International conventions are treaties or agreements between countries. The term international convention is often used interchangeably with terms like "international treaty," "international agreement," "compact," or "contract between states."
Conventions may be of a general or specific nature and between two or multiple states. Conventions between two states are called bilateral treaties; conventions between a small number of states (but more than two) are called plurilateral treaties (such as the GPA); conventions between a large number of states are called multilateral treaties.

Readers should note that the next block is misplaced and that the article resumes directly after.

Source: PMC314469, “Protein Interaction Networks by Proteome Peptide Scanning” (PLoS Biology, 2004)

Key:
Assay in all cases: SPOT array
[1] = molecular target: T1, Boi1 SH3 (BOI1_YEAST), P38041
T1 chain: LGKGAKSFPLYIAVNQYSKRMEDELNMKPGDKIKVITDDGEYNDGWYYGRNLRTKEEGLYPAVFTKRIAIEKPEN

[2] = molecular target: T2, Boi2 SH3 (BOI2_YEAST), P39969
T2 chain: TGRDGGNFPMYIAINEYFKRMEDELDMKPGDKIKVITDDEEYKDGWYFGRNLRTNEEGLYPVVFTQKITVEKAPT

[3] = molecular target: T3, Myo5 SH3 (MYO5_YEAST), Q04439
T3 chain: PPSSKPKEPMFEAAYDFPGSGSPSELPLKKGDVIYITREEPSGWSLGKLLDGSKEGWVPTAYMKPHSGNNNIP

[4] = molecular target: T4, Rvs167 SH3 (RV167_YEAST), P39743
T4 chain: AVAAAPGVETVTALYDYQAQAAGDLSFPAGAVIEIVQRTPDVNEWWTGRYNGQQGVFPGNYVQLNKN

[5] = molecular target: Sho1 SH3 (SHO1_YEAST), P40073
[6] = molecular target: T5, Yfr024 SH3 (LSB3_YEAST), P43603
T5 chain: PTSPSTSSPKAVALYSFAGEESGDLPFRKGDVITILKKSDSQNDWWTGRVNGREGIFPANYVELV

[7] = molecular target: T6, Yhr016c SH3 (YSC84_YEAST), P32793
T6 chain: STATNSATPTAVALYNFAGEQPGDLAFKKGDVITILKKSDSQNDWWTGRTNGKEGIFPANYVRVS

Bilateral Investment Treaties
A bilateral investment treaty (BIT) is a common type of international convention. A BIT is an international agreement establishing the terms and conditions for private investment by nationals and companies of one state in another state.
In Medellin v. Texas, 552 U.S. 491 (2008), the U.S. Supreme Court held that even if the United States signs and agrees to be bound by an international convention, the convention is not actually binding law unless it is self-executing, or unless Congress passes legislation making the convention binding.
For more on international conventions, see this Harvard Law Review article.
[Last updated in March of 2023 by the Wex Definitions Team]